El Paso
65° F
Scattered Clouds
Scattered Clouds

Villegas' bond hearing Tuesday morning in Judge Sam Medrano's courtroom

Published On: Jan 13 2014 12:23:52 PM CST   Updated On: Jan 16 2014 09:26:25 PM CST


Daniel Villegas, convicted of double murder, will get a new trial.

EL PASO, Texas -

UPDATE: Daniel Villegas' bond hearing scheduled for 10 a.m. in Judge Sam Medrano's courtroom.

PREVIOUS STORY: Attorney Joe Spencer confirms the Texas Court of Criminal Appeals mandate has officially been released and that Daniel Villegas will have a bond hearing at 10 a.m. Tuesday in the 409th District Court.

In mid-December, Judge Sam Medrano of the 409th District Court said he did not have the authority to let Villegas out on bond because the Court of Criminal Appeals had not issued an official mandate.

The higher court in mid-December issued an opinion saying Villegas deserved a new trial. But the case was still in the jurisdiction of the Court of Criminal Appeals until it issued a mandate, the official order that puts the case back in the jurisdiction of Medrano.

"They're very frustrated, but you have to go through the process. As long as we've got a light at the end of the tunnel, we're fine," said Villegas' mother, Yolanda Villegas when she spoke about her family's disappointment in mid-December.

Spencer says they're trying to set a bond hearing for Tuesday.

If Medrano grants Villegas bond, Villegas could leave the El Paso County Jail where he has been jailed the last few weeks.

The District Attorney's Office still has not announced if they'll retry Villegas. If they don't, Villegas will be a free man, since his murder conviction was thrown out by the Court of Criminal Appeals.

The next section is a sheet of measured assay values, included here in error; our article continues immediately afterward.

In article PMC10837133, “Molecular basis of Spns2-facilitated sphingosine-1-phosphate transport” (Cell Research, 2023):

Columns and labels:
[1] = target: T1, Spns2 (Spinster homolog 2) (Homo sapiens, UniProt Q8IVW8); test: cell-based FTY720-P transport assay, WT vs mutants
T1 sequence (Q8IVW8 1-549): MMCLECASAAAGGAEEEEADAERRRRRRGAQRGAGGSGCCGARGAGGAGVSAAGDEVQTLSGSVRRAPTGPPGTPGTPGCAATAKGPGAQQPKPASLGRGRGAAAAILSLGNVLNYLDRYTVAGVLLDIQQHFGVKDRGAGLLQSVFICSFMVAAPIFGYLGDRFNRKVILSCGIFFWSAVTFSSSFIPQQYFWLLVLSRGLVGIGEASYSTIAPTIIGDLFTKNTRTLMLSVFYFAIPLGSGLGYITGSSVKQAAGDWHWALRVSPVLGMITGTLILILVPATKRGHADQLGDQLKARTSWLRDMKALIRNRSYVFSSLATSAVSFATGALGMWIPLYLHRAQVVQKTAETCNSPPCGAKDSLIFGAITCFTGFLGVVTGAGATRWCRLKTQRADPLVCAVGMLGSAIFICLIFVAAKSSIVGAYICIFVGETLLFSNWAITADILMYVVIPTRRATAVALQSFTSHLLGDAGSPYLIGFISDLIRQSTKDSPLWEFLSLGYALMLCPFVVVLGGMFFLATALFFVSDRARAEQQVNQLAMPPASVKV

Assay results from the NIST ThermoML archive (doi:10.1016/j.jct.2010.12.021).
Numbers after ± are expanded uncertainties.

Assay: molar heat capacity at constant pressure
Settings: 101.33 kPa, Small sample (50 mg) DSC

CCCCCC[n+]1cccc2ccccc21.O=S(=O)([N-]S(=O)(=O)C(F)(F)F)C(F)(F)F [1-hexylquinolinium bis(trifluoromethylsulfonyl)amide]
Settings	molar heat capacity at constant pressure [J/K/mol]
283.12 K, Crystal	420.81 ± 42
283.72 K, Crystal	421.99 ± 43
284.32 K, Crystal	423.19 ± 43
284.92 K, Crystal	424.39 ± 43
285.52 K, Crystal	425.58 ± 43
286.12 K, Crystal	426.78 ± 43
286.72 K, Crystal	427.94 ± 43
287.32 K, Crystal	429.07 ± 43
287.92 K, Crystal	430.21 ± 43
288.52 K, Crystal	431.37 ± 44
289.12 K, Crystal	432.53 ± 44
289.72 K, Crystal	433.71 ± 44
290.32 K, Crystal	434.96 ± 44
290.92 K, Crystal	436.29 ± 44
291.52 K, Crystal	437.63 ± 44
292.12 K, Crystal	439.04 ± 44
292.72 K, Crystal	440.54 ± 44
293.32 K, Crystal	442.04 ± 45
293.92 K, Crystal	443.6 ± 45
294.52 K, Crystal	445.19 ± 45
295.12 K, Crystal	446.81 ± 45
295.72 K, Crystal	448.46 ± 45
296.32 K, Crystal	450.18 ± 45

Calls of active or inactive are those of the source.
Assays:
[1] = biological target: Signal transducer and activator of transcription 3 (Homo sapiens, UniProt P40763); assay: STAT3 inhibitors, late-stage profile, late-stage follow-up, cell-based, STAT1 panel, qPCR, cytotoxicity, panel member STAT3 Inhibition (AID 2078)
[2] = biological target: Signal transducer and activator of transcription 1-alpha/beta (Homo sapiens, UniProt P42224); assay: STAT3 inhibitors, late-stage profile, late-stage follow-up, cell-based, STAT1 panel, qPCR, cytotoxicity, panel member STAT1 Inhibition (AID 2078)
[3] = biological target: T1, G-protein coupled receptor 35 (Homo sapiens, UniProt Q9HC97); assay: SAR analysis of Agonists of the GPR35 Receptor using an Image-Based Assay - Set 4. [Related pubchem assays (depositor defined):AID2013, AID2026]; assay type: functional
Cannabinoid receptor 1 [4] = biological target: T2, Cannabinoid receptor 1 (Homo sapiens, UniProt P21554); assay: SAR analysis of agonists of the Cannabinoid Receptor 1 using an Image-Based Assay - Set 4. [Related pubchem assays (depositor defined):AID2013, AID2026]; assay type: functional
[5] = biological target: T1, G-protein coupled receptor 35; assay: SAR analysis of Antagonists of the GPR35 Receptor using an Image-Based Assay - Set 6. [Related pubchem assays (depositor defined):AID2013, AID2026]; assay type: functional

Earlier this month, the D.A.'s Office filed a motion to remove Medrano from the case and a possible retrial of Villegas.  The motion was denied by Stephen B. Ables, Presiding Judge of the Sixth Administrative Judicial Region of Texas.

Ables' ruling states the court found "no legal or factual basis" to recuse Judge Medrano.

The D.A. is concerned because Medrano said he believed Villegas was innocent during a hearing last month. That's when the Court of Criminal Appeals ruled Villegas deserved a new trial.

A jury convicted Villegas of capital murder in 1995. He has always maintained his innocence, saying an El Paso Police detective coerced him into making a confession.

In a document filed with the 409th Judicial District Court, Villegas and his defense argue the district attorney's motion undermines confidence in the judicial system.

"The judicial system would grind to a halt if any judge's findings based on evidence required him to recuse himself from any further proceedings in the case," states Villegas in the document.


The views expressed are not those of this company or its affiliated companies. Please note by clicking on "Post" you acknowledge that you have read the Terms Of Service and the comment you are posting is in compliance with such terms. 
blog comments powered by Disqus